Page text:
posted by Jon-o at 4:30 AM on August 10, 2010


I would suggest coming up with a design that does not involve the steering wheel casing, because when the airbag goes off, a part added by a DIY modification might be converted into a bullet into your face.

Good point.


Airbags aren't something to mess around with, really.

I'm not touching the airbag, it's disconnected, and it's electrically separate from the horn. I disassembled the steering wheel according to procedure. Once you get the bolts out, it just falls open.


What I would do first is swap the horn relay with another identical relay (washer pump, high beams, whatever fits) and rule out the possibility of the relay being stuck on.

Yeah, I checked that.

I was a little thrown by the fact that there are no springs and nothing overtly mechanical, like a switch to check. Just that thing! Got any ideas? Just a switch on the outside? Maybe I could mount something on the dash.
posted by zennie at 6:48 AM on August 10, 2010


I was a little thrown by the fact that there are no springs and nothing overtly mechanical, like a switch to check. Just that thing!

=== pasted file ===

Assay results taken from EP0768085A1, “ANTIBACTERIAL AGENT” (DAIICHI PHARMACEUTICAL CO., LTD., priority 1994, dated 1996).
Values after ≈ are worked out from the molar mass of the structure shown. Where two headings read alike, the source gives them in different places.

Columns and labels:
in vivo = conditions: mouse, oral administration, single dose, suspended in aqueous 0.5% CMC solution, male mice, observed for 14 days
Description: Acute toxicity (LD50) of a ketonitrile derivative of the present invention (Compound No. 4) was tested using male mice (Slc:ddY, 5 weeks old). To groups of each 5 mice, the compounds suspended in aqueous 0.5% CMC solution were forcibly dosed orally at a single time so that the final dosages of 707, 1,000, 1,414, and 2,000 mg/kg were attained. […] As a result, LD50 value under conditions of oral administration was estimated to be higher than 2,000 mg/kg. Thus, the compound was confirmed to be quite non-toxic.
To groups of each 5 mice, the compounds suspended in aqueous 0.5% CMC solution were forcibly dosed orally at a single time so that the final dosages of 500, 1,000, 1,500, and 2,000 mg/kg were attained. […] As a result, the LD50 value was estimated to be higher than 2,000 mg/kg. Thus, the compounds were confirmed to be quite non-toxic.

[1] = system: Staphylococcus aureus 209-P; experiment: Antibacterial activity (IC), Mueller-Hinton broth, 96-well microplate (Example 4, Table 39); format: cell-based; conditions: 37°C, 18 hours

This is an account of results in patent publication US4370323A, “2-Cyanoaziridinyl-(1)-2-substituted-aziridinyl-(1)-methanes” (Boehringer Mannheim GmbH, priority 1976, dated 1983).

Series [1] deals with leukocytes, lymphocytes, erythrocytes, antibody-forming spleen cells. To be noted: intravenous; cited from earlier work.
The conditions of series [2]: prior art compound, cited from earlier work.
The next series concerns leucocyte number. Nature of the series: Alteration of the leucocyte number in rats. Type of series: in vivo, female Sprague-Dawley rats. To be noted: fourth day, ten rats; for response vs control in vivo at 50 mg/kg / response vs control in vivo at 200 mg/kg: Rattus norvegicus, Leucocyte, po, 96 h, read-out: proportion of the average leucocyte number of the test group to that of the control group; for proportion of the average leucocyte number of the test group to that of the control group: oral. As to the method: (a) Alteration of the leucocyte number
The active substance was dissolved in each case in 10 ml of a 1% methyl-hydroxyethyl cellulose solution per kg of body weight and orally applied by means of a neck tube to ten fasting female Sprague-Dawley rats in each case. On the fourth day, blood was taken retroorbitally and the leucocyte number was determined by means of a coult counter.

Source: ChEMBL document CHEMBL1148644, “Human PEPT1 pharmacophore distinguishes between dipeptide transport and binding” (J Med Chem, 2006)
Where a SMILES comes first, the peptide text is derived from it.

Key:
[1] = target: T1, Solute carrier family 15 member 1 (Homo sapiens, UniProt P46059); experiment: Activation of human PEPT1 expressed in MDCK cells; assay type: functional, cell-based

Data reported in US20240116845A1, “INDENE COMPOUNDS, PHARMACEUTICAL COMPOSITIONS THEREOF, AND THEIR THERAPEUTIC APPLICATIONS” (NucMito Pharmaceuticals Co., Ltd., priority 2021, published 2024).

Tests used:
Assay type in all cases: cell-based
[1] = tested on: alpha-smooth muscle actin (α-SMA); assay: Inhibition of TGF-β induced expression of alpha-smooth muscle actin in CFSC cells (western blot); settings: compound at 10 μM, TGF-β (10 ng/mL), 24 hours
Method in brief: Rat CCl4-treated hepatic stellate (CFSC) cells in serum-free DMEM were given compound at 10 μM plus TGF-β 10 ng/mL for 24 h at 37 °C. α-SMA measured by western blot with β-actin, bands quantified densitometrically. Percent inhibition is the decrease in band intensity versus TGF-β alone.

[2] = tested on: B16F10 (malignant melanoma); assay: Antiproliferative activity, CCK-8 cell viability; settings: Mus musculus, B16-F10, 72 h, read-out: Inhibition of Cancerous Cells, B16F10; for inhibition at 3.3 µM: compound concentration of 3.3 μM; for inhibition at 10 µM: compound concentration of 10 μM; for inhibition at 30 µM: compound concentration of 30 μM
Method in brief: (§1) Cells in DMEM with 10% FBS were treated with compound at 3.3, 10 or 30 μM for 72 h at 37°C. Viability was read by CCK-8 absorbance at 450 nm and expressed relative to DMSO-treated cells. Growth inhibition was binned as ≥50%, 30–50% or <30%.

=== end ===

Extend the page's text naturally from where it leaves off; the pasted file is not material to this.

That thing actually is a switch. It is two conductive pads that are separated by hundreds of very tiny plastic bumps that keep them separated by a few micro-inches. When you press on it, you deform the upper pad between the bumps so they make electrical contact just like a switch.

So you can test the pad just like you would test a switch. With an ohm meter you should have infinite resistance between the two electrical leads normally, and a few ohms when you press your finger on the pad.
posted by JackFlash at 8:48 AM on August 10, 2010


Yes, but the problem is the switch is never "off", so the horn blares. I haven't checked it with a meter, but from the wear and dents and separated plastic on the membrane switch, among other evidence, I'm pretty certain about that.
posted by zennie at 9:12 AM on August 11, 2010


You could try and find a replacement switch from a similar car at a junkyard, or suck it up and buy one from a dealer.
posted by exogenous at 8:17 PM on August 14, 2010